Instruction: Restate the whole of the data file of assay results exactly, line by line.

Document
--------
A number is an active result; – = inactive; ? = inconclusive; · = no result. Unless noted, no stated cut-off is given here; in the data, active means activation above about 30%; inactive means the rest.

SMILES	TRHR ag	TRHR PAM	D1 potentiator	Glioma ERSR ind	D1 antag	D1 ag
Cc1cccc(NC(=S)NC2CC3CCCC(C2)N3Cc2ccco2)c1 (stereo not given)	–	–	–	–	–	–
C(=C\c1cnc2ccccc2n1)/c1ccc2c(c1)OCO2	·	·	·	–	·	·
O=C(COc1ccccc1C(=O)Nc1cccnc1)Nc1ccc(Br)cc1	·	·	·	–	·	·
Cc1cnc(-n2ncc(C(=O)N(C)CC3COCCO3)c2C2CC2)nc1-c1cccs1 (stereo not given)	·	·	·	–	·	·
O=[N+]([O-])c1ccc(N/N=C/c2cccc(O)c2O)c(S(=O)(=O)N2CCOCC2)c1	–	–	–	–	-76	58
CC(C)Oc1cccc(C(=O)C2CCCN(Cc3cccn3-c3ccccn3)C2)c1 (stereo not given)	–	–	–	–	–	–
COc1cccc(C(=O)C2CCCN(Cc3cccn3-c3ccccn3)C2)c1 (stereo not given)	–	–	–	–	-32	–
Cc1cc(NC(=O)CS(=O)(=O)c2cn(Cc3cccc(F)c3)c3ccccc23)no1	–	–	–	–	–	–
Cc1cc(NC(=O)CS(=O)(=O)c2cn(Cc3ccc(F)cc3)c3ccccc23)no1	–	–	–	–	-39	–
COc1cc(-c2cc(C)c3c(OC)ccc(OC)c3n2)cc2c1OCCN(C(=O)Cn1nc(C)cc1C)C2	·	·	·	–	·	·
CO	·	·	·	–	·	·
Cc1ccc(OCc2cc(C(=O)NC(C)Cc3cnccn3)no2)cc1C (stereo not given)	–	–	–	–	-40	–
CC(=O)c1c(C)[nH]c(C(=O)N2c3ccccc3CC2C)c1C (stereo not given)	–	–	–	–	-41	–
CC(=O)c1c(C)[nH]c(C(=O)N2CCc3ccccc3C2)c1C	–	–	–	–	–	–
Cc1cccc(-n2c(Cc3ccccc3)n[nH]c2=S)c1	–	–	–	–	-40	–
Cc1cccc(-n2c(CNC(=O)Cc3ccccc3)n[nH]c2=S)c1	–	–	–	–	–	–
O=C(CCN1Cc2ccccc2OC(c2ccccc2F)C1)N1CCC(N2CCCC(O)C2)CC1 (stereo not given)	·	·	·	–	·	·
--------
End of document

A number is an active result; – = inactive; ? = inconclusive; · = no result. Unless noted, no stated cut-off is given here; in the data, active means activation above about 30%; inactive means the rest.

SMILES	TRHR ag	TRHR PAM	D1 potentiator	Glioma ERSR ind	D1 antag	D1 ag
Cc1cccc(NC(=S)NC2CC3CCCC(C2)N3Cc2ccco2)c1 (stereo not given)	–	–	–	–	–	–
C(=C\c1cnc2ccccc2n1)/c1ccc2c(c1)OCO2	·	·	·	–	·	·
O=C(COc1ccccc1C(=O)Nc1cccnc1)Nc1ccc(Br)cc1	·	·	·	–	·	·
Cc1cnc(-n2ncc(C(=O)N(C)CC3COCCO3)c2C2CC2)nc1-c1cccs1 (stereo not given)	·	·	·	–	·	·
O=[N+]([O-])c1ccc(N/N=C/c2cccc(O)c2O)c(S(=O)(=O)N2CCOCC2)c1	–	–	–	–	-76	58
CC(C)Oc1cccc(C(=O)C2CCCN(Cc3cccn3-c3ccccn3)C2)c1 (stereo not given)	–	–	–	–	–	–
COc1cccc(C(=O)C2CCCN(Cc3cccn3-c3ccccn3)C2)c1 (stereo not given)	–	–	–	–	-32	–
Cc1cc(NC(=O)CS(=O)(=O)c2cn(Cc3cccc(F)c3)c3ccccc23)no1	–	–	–	–	–	–
Cc1cc(NC(=O)CS(=O)(=O)c2cn(Cc3ccc(F)cc3)c3ccccc23)no1	–	–	–	–	-39	–
COc1cc(-c2cc(C)c3c(OC)ccc(OC)c3n2)cc2c1OCCN(C(=O)Cn1nc(C)cc1C)C2	·	·	·	–	·	·
CO	·	·	·	–	·	·
Cc1ccc(OCc2cc(C(=O)NC(C)Cc3cnccn3)no2)cc1C (stereo not given)	–	–	–	–	-40	–
CC(=O)c1c(C)[nH]c(C(=O)N2c3ccccc3CC2C)c1C (stereo not given)	–	–	–	–	-41	–
CC(=O)c1c(C)[nH]c(C(=O)N2CCc3ccccc3C2)c1C	–	–	–	–	–	–
Cc1cccc(-n2c(Cc3ccccc3)n[nH]c2=S)c1	–	–	–	–	-40	–
Cc1cccc(-n2c(CNC(=O)Cc3ccccc3)n[nH]c2=S)c1	–	–	–	–	–	–
O=C(CCN1Cc2ccccc2OC(c2ccccc2F)C1)N1CCC(N2CCCC(O)C2)CC1 (stereo not given)	·	·	·	–	·	·